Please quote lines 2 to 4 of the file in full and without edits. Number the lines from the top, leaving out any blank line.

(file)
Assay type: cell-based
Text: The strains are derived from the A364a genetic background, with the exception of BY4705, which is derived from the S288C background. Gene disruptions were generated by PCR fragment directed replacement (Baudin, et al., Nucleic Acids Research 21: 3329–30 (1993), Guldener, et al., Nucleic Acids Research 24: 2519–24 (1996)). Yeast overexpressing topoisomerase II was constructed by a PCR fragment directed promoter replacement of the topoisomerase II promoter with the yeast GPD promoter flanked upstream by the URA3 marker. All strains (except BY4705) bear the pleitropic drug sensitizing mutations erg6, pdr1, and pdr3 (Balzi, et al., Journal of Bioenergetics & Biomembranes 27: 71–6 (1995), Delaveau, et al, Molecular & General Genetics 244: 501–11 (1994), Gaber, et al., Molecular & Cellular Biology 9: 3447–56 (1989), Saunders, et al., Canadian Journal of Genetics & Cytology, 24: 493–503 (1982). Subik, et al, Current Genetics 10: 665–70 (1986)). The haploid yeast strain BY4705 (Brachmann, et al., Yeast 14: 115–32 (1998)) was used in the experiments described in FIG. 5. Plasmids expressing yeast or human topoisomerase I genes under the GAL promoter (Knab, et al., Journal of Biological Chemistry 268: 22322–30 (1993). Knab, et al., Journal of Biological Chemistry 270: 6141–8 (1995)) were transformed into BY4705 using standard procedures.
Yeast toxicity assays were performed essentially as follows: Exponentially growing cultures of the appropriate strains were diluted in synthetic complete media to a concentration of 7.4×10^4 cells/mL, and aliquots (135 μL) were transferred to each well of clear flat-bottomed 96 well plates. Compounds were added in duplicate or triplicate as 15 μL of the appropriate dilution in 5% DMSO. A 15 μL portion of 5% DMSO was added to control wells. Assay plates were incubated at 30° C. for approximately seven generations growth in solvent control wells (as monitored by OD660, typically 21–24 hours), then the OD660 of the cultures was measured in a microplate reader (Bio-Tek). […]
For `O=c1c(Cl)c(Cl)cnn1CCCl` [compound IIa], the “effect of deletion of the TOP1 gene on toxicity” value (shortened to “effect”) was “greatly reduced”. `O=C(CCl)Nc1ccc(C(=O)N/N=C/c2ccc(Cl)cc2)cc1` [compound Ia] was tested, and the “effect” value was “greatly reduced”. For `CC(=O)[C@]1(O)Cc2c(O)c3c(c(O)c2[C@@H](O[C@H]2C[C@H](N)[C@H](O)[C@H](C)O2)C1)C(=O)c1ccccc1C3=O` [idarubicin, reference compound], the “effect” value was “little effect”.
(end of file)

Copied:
Text: The strains are derived from the A364a genetic background, with the exception of BY4705, which is derived from the S288C background. Gene disruptions were generated by PCR fragment directed replacement (Baudin, et al., Nucleic Acids Research 21: 3329–30 (1993), Guldener, et al., Nucleic Acids Research 24: 2519–24 (1996)). Yeast overexpressing topoisomerase II was constructed by a PCR fragment directed promoter replacement of the topoisomerase II promoter with the yeast GPD promoter flanked upstream by the URA3 marker. All strains (except BY4705) bear the pleitropic drug sensitizing mutations erg6, pdr1, and pdr3 (Balzi, et al., Journal of Bioenergetics & Biomembranes 27: 71–6 (1995), Delaveau, et al, Molecular & General Genetics 244: 501–11 (1994), Gaber, et al., Molecular & Cellular Biology 9: 3447–56 (1989), Saunders, et al., Canadian Journal of Genetics & Cytology, 24: 493–503 (1982). Subik, et al, Current Genetics 10: 665–70 (1986)). The haploid yeast strain BY4705 (Brachmann, et al., Yeast 14: 115–32 (1998)) was used in the experiments described in FIG. 5. Plasmids expressing yeast or human topoisomerase I genes under the GAL promoter (Knab, et al., Journal of Biological Chemistry 268: 22322–30 (1993). Knab, et al., Journal of Biological Chemistry 270: 6141–8 (1995)) were transformed into BY4705 using standard procedures.
Yeast toxicity assays were performed essentially as follows: Exponentially growing cultures of the appropriate strains were diluted in synthetic complete media to a concentration of 7.4×10^4 cells/mL, and aliquots (135 μL) were transferred to each well of clear flat-bottomed 96 well plates. Compounds were added in duplicate or triplicate as 15 μL of the appropriate dilution in 5% DMSO. A 15 μL portion of 5% DMSO was added to control wells. Assay plates were incubated at 30° C. for approximately seven generations growth in solvent control wells (as monitored by OD660, typically 21–24 hours), then the OD660 of the cultures was measured in a microplate reader (Bio-Tek). […]
For `O=c1c(Cl)c(Cl)cnn1CCCl` [compound IIa], the “effect of deletion of the TOP1 gene on toxicity” value (shortened to “effect”) was “greatly reduced”. `O=C(CCl)Nc1ccc(C(=O)N/N=C/c2ccc(Cl)cc2)cc1` [compound Ia] was tested, and the “effect” value was “greatly reduced”. For `CC(=O)[C@]1(O)Cc2c(O)c3c(c(O)c2[C@@H](O[C@H]2C[C@H](N)[C@H](O)[C@H](C)O2)C1)C(=O)c1ccccc1C3=O` [idarubicin, reference compound], the “effect” value was “little effect”.